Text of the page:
Verse 2. Thou knowest my downsitting and mine uprising. Me thou knowest, and all that comes of me. I am observed when I quietly sit down, and marked when I resolutely rise up. My most common and casual acts, my most needful and necessary movements, are noted by time, and thou knowest the inward thoughts which regulate them. Whether I sink in lowly self renunciation, or ascend in pride, thou seest the motions of my mind, as well as those of my body. This is a fact to be remembered every moment: sitting down to consider, or rising up to act, we are still seen, known, and read by Jehovah our Lord.
Thou understandest my thought afar off. Before it is my own it is foreknown and comprehended by thee. Though my thought be invisible to the sight, though as yet I be not myself cognizant of the shape it is assuming, yet thou hast it under thy consideration, and thou perceivest its nature, its source, its drift, its result. Never dost thou misjudge or wrongly interpret me: my inmost thought is perfectly understood by thine impartial mind. Though thou shouldest give but a glance at my heart, and see me as one sees a passing meteor moving afar, yet thou wouldst by that glimpse sum up all the meanings of my soul, so transparent is everything to thy piercing glance.
EXPLANATORY NOTES AND QUAINT SAYINGS
Verse 2. Thou. David makes the personal pronoun the very frontispiece of the verse, and so says expressly and distinctively to Jehovah, "Thou knowest"; thus marking the difference between God and all others, as though he said, "Thou, and thou alone, O God, in all the universe, knowest altogether all that can be known concerning me, even to my inmost thought, as well as outward act." --Martin Geier.
Verse 2. Thou knowest my downsitting and mine uprising. Does God care? Is he our Friend? Even in such little matters as these, does he watch over us "to do us good"? ... When we "sit down" he sees; when we rise up he is there. Not an action is lost or a thought overlooked. No wonder that, as these tiny miracles of care are related by David, he adds the words, Such knowledge is too wonderful for me; it is high, I cannot attain unto it. We get accustomed to the thought that God made the sun and sky, the "moon and stars which he hath ordained", and we bow to the fact that they are "the work of his fingers." Let us go further! The coming in and going out of the Christian is mentioned several times in Scripture as though it were very important. So much hinges on these little words. "David went out and came in before the people. And David behaved himself wisely in all his ways; and the Lord was with him": 1 Samuel 18:13-14 . "The LORD shall preserve thy going out and thy coming in from this time forth, and even for evermore": Ps 121:8. David was given both preservation and wisdom in his "goings out" and "comings in." Perhaps the latter was both cause and effect of the first. It was needed, for many eyes were upon him, and many eyes are upon us: are they not? Perhaps more than we think. --Lady Hope, in "Between Times", 1884.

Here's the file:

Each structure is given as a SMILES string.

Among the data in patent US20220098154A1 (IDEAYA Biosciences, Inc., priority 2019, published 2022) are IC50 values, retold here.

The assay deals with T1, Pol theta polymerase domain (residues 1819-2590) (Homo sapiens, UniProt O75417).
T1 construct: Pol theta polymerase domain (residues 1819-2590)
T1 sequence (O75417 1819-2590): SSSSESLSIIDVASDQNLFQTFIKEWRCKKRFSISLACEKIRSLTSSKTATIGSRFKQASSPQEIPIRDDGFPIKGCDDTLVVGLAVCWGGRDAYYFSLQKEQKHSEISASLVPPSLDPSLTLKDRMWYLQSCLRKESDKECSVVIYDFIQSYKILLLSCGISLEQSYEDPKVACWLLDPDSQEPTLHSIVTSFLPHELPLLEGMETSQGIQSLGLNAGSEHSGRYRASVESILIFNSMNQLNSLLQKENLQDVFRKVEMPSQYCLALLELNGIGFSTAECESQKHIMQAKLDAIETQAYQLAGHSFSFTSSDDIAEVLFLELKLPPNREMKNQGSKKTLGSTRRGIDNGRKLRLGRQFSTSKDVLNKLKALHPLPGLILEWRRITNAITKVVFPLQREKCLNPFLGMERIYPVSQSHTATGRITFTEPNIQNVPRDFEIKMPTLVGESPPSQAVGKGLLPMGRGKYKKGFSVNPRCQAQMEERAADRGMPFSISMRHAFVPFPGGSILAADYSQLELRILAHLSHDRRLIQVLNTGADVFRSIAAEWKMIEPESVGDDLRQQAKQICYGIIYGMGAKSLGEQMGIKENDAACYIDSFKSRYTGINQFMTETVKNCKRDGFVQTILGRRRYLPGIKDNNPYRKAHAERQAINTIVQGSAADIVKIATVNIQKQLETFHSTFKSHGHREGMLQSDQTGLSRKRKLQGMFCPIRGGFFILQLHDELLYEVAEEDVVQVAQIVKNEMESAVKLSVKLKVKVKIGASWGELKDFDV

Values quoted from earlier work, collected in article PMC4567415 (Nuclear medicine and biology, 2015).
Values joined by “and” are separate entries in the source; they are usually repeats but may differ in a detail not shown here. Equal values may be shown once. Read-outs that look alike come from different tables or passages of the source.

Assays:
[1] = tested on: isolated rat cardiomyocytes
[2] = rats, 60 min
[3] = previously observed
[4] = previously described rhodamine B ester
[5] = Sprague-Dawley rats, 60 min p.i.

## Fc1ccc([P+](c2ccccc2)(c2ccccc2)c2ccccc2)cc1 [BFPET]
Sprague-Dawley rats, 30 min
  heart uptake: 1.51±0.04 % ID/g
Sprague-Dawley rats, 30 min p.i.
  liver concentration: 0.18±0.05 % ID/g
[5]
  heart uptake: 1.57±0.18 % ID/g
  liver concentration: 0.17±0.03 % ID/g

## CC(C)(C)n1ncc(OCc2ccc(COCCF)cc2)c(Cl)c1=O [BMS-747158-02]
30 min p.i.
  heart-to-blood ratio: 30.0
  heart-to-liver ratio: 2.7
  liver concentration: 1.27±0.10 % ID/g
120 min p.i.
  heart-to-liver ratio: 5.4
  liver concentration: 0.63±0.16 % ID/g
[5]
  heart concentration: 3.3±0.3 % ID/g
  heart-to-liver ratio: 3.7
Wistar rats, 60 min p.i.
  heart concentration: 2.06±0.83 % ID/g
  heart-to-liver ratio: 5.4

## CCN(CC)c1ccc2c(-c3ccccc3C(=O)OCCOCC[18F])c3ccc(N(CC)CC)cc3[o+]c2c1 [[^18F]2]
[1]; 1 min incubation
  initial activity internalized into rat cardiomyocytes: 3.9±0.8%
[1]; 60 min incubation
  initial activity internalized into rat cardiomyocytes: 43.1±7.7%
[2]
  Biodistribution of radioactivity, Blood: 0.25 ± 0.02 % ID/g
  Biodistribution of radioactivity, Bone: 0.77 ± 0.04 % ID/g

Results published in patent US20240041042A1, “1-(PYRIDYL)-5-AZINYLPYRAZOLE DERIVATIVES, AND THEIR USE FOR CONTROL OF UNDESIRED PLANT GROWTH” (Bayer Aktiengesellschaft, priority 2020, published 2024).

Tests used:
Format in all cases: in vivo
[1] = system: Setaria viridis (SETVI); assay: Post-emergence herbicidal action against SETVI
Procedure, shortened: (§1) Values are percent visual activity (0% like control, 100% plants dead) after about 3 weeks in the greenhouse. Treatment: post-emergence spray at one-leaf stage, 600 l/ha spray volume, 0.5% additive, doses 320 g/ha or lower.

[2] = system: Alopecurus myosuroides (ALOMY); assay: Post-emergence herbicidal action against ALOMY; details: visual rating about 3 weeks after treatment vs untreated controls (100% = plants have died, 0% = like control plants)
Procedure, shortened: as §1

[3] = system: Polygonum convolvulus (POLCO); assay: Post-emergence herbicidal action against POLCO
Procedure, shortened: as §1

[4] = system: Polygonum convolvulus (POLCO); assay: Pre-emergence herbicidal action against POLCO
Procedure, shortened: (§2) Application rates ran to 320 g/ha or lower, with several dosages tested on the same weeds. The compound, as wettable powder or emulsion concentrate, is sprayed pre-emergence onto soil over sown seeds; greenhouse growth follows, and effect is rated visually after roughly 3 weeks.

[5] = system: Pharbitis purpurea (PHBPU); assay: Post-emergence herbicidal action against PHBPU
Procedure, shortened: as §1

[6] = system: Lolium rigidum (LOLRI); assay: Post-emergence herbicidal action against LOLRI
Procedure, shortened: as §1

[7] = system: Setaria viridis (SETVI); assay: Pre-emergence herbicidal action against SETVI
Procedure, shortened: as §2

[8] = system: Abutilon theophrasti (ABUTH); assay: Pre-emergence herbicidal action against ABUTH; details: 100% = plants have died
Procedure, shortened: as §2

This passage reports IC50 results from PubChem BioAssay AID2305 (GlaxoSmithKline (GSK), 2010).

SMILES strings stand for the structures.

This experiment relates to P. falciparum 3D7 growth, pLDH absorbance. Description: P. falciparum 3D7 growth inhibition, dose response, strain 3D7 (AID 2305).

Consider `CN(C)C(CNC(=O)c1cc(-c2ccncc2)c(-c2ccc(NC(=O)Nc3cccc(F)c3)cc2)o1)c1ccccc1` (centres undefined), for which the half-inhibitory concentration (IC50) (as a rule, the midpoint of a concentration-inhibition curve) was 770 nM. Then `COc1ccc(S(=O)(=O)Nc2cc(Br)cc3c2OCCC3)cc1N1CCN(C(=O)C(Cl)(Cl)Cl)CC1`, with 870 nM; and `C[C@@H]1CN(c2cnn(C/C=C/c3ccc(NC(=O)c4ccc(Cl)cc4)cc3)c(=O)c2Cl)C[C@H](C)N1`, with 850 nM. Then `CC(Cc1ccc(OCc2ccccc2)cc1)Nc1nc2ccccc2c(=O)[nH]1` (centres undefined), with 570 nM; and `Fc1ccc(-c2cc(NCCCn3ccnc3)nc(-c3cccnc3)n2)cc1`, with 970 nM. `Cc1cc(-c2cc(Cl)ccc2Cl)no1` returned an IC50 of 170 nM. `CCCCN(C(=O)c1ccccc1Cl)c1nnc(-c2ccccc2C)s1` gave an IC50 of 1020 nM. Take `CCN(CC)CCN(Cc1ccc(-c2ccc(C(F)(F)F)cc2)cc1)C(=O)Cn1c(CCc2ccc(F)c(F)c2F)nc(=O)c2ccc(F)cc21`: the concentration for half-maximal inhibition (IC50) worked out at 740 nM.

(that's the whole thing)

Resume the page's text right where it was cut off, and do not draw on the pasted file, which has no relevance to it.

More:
Verse 2. Downsitting and uprising. "Uprising" following "downsitting" is in the order of right sequence; for action ought to follow meditation. Jacob saw the angels ascending to God before they descended to service among mortals. Hence we are taught first to join ourselves to God by meditation, and afterwards to repair to the aid of our fellows. --Thomas Le Blanc.
Verse 2. Uprising may respect either rising from bed, when the Lord knows whether the heart is still with him ( Psalms 139:18 ); what sense is had of the Divine protection and sustentation, and what thankfulness there is for the mercies of the night past; and whether the voice of prayer and praise is directed to him in the morning, as it should be ( Psalms 3:5 5:3); or else rising from the table, when the Lord knows whether a man's table has been his snare, and with what thankfulness he rises from it for the favours he has received. The Targum interprets this of rising up to go to war; which David did, in the name and strength, and by the direction of the Lord. --John Gill.
Verse 2. Thou understandest my thought afar off. "My thought": that is, every thought, though innumerable thoughts pass through me in a day. The divine knowledge reaches to their source and fountain, before they are our thoughts. If the Lord knows them before their existence, before they can be properly called ours, much more doth he know them when they actually spring up in us; he knows the tendency of them, where the bird will alight when it is in flight; he knows them exactly; he is therefore called a "discerner" or criticizer of the heart: Hebrews 4:2 . --Stephen Charnock.